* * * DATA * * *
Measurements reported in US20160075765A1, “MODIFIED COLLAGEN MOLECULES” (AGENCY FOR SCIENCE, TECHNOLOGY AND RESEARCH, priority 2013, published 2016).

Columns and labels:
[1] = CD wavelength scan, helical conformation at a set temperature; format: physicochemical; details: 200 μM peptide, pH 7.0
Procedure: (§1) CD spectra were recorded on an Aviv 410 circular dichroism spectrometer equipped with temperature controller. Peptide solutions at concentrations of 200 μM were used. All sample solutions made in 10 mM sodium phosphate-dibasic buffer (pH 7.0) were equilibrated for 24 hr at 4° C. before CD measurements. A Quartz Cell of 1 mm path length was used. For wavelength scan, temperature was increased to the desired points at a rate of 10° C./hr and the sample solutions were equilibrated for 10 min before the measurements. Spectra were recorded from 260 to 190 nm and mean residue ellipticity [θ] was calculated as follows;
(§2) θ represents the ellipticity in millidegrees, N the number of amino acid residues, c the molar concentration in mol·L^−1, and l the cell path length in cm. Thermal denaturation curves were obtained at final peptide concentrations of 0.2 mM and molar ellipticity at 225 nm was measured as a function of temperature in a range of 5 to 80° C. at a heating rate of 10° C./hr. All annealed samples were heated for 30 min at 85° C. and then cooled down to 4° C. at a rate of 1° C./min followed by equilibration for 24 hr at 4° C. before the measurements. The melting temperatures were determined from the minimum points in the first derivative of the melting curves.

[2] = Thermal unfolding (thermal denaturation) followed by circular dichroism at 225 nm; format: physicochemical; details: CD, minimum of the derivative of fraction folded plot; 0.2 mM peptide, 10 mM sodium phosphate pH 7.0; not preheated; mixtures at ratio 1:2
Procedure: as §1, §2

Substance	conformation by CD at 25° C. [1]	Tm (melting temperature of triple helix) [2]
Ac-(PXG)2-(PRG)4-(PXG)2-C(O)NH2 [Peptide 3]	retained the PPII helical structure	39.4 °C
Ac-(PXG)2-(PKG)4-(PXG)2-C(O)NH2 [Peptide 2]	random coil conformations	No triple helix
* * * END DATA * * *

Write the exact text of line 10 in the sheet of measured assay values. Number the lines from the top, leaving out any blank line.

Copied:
Ac-(PXG)2-(PKG)4-(PXG)2-C(O)NH2 [Peptide 2]	random coil conformations	No triple helix